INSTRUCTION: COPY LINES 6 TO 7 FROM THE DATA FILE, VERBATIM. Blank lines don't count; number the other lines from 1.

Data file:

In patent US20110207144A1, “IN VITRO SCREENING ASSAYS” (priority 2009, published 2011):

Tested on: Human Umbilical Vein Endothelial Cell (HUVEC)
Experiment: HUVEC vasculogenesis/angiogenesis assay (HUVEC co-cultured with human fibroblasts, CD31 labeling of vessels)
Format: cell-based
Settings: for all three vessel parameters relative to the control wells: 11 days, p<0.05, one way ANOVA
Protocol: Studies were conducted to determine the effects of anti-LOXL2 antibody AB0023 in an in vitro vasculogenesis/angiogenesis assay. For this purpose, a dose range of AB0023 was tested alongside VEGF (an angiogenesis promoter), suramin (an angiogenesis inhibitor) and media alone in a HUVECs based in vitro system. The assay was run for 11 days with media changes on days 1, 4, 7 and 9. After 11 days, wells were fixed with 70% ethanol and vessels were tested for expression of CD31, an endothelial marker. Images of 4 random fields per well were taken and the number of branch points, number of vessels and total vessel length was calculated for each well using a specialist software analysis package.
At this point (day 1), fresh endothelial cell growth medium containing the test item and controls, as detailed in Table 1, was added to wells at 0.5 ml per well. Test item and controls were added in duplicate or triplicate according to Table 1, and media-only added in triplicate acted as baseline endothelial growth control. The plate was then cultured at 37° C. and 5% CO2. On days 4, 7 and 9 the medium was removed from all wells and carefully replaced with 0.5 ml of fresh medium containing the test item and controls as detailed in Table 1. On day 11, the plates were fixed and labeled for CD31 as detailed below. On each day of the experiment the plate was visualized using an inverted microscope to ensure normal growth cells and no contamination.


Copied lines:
Protocol: Studies were conducted to determine the effects of anti-LOXL2 antibody AB0023 in an in vitro vasculogenesis/angiogenesis assay. For this purpose, a dose range of AB0023 was tested alongside VEGF (an angiogenesis promoter), suramin (an angiogenesis inhibitor) and media alone in a HUVECs based in vitro system. The assay was run for 11 days with media changes on days 1, 4, 7 and 9. After 11 days, wells were fixed with 70% ethanol and vessels were tested for expression of CD31, an endothelial marker. Images of 4 random fields per well were taken and the number of branch points, number of vessels and total vessel length was calculated for each well using a specialist software analysis package.
At this point (day 1), fresh endothelial cell growth medium containing the test item and controls, as detailed in Table 1, was added to wells at 0.5 ml per well. Test item and controls were added in duplicate or triplicate according to Table 1, and media-only added in triplicate acted as baseline endothelial growth control. The plate was then cultured at 37° C. and 5% CO2. On days 4, 7 and 9 the medium was removed from all wells and carefully replaced with 0.5 ml of fresh medium containing the test item and controls as detailed in Table 1. On day 11, the plates were fixed and labeled for CD31 as detailed below. On each day of the experiment the plate was visualized using an inverted microscope to ensure normal growth cells and no contamination.